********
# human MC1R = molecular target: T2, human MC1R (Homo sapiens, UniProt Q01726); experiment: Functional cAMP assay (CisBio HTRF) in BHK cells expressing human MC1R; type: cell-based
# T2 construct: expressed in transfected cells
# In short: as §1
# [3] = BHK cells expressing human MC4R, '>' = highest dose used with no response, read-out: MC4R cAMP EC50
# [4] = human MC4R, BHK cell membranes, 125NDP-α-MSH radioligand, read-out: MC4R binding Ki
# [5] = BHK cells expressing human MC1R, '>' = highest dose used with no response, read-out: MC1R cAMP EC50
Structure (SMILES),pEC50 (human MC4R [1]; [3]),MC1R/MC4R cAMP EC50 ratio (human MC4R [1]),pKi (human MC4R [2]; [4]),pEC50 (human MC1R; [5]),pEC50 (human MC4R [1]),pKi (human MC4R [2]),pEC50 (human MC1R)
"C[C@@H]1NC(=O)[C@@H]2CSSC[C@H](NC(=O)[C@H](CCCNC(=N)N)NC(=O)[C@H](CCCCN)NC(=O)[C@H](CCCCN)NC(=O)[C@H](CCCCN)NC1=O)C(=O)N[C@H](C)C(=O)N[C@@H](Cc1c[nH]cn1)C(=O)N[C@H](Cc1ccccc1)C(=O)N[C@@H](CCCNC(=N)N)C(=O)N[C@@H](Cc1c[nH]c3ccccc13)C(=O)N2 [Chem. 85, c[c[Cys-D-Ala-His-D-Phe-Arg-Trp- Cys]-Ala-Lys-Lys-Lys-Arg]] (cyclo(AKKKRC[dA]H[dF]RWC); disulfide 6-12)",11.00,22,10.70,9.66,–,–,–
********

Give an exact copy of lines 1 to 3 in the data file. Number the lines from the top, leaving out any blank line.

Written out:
# human MC1R = molecular target: T2, human MC1R (Homo sapiens, UniProt Q01726); experiment: Functional cAMP assay (CisBio HTRF) in BHK cells expressing human MC1R; type: cell-based
# T2 construct: expressed in transfected cells
# In short: as §1